|Page Editor: Norman Jackson||Page last Reviewed: 27 Jun 2013|
Within a few years this could be a depressing fact in this valley. Our beautiful little Red Squirrels are seriously under threat on two fronts. Now that Grey Squirrels have arrived in the valley and are becoming established, they not only compete for food sources but can carry the Squirrelpox Virus which is deadly to the Red Squirrel. It can take as little as 15 years from the arrival of Greys in an area, to the disappearance of the Red's - and we've had Grey's for at least 5 years.To see maps of the dramatic changes in distribution since 1948 Click Here.
Cumbria and Northumberland are very much on the front line of the battle to stop the onslaught of the Grey Squirrel. A number of, quite small reserves have been established across the country and these are surrounded by buffer zones where Grey Squirrels are actively controlled. The Cumbrian reserves are at Whinlatter, Thirlmere, Greystoke and Whinfell.
Measures are in place to control the Grey Squirrels but the Rangers who undertake this work need to know where they are. So, whether you are local or a visitor, if you see a Grey Squirrel, please report the sighting as soon as possible. Give details of the date, time and describe the location as accurately as possible (a grid reference is helpful but not essential).
For the Patterdale and Ullswater area, please telephone Christian Bensaid on 07815 784381 or by e-mail to Cjb06@hotmail.com or, if you prefer, report the sighting using our Grey Squirrel Reporting Form which goes immediately to Christian.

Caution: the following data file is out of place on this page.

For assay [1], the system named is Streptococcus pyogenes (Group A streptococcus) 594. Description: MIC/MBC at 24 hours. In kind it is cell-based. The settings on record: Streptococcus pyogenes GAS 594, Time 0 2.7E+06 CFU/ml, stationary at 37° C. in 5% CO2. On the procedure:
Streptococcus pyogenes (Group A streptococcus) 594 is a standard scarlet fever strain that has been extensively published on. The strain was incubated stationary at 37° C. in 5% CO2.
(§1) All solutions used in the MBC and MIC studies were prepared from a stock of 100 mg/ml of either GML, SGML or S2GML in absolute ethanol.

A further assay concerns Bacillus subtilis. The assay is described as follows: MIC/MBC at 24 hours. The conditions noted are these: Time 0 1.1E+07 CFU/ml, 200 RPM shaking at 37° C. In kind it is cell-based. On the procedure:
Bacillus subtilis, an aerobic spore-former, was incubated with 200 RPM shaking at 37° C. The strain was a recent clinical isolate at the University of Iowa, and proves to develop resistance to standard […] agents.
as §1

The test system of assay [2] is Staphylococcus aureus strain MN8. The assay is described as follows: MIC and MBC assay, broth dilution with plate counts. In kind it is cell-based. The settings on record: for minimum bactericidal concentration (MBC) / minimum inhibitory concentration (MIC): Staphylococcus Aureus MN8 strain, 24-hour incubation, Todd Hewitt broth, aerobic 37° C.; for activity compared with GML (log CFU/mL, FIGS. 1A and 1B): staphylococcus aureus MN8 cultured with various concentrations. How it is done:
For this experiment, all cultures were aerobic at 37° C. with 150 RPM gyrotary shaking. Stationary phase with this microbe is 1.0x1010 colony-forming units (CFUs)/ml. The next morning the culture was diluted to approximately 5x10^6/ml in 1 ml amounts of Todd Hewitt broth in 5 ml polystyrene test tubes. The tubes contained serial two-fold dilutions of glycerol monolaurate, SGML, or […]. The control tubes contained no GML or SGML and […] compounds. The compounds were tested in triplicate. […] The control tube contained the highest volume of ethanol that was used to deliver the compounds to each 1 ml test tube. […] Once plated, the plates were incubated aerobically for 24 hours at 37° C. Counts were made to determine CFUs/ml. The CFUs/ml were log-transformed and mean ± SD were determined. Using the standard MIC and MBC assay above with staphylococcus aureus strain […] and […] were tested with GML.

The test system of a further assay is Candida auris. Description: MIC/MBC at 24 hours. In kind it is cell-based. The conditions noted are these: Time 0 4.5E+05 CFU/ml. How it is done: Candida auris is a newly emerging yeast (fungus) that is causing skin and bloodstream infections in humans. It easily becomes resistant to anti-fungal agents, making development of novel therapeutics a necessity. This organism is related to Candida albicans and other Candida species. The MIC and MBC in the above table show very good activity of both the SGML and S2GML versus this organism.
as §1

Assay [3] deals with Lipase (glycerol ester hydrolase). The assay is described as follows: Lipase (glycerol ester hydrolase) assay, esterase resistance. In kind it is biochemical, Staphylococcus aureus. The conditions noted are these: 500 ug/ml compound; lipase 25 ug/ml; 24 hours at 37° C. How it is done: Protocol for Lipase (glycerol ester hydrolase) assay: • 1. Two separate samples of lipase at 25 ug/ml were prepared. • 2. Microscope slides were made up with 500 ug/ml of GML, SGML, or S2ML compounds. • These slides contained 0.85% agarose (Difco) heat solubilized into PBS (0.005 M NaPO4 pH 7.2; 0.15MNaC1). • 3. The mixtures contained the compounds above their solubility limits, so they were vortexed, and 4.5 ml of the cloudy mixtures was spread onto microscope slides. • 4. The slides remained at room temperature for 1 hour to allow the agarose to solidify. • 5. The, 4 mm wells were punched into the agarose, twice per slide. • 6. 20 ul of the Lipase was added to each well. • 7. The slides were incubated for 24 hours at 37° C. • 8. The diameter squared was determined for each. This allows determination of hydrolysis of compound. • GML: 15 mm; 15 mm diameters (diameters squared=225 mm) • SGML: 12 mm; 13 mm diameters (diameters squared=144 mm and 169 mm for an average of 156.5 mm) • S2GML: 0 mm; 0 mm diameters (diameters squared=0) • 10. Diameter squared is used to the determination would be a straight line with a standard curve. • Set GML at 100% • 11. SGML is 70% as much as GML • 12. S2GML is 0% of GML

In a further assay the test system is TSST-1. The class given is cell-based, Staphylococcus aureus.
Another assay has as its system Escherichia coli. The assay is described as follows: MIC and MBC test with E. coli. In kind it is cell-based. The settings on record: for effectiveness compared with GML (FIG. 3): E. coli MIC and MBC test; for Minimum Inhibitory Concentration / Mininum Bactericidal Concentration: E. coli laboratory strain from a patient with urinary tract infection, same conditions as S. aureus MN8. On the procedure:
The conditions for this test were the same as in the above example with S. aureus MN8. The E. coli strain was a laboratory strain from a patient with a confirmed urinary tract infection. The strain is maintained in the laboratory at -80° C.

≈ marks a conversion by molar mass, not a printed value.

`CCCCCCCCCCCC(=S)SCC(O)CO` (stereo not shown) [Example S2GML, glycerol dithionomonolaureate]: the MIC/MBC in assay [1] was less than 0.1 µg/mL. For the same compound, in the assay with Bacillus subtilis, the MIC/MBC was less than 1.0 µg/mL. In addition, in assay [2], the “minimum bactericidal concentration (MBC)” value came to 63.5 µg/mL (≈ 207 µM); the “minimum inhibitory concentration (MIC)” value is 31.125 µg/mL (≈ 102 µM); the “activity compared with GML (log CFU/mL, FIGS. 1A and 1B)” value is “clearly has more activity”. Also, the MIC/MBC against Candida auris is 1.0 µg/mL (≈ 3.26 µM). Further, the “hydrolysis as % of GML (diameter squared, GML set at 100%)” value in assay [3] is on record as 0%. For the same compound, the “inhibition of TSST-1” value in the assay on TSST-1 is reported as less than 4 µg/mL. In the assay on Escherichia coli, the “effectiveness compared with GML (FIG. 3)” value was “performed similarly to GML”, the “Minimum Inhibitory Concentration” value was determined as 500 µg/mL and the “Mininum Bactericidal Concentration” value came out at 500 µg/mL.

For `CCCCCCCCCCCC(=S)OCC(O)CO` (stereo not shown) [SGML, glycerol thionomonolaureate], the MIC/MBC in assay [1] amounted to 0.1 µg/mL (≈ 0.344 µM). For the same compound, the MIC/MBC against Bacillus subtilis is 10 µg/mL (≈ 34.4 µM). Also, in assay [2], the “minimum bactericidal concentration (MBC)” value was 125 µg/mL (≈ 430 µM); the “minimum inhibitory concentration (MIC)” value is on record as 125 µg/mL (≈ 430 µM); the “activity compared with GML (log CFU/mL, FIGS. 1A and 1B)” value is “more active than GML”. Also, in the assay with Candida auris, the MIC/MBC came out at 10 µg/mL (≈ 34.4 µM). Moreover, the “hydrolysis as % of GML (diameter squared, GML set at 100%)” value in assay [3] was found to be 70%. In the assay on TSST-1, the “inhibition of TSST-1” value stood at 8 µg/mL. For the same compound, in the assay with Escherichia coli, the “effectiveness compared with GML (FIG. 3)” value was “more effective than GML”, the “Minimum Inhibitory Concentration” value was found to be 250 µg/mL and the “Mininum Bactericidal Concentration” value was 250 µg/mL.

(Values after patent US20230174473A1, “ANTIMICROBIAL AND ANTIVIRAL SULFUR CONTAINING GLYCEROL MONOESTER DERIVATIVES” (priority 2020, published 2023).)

Red Squirrels historically adapted to exploit mixed broadleaf habitat where there are plenty of large seeds (nuts) to eat (their primary food source) although they can live in any type of woodland. They also eat wild fruit, berries, plant shoots, fungi and even insects and occasionally bird eggs.
As the larger Grey Squirrels move into an area, they need the larger seeds from the broadleaf habitat (such as acorns), this displaces the Red Squirrels into conifer habitats where they can survive adequately on the smaller conifer seeds.
When a red squirrel becomes infected it is usually fatal. The symptoms are very similar to miximatosis found in rabbits. The squirrel suffers pussy weeping sores has a loss of coordination and vision, it becomes disorientated and lethargic. Death usually follows about two weeks later.
Colour is not the most reliable form of identification since not all 'Reds' are red and not all 'Greys' are grey). The best features to look for are size, the ears and the tail.
Red Squirrels are considerably smaller and most adults have long tufts to their ears (except when moulting in Autumn). The bushy tail is usually one colour but can have darker sections.
Grey Squirrels have a more stocky build and have rounded 'mouse-like' ears. The tail has a white edge giving a halo effect.
Help to prevent the spread of Squirrelpox
Passengers on board an Ullswater Steamer in November 2007, saw a red squirrel swimming at least 270m from the shore and going strong. However, the animal readily accepted a lift on the boat and returned to shore unscathed. For pictures and more details on this story read the BBC report click here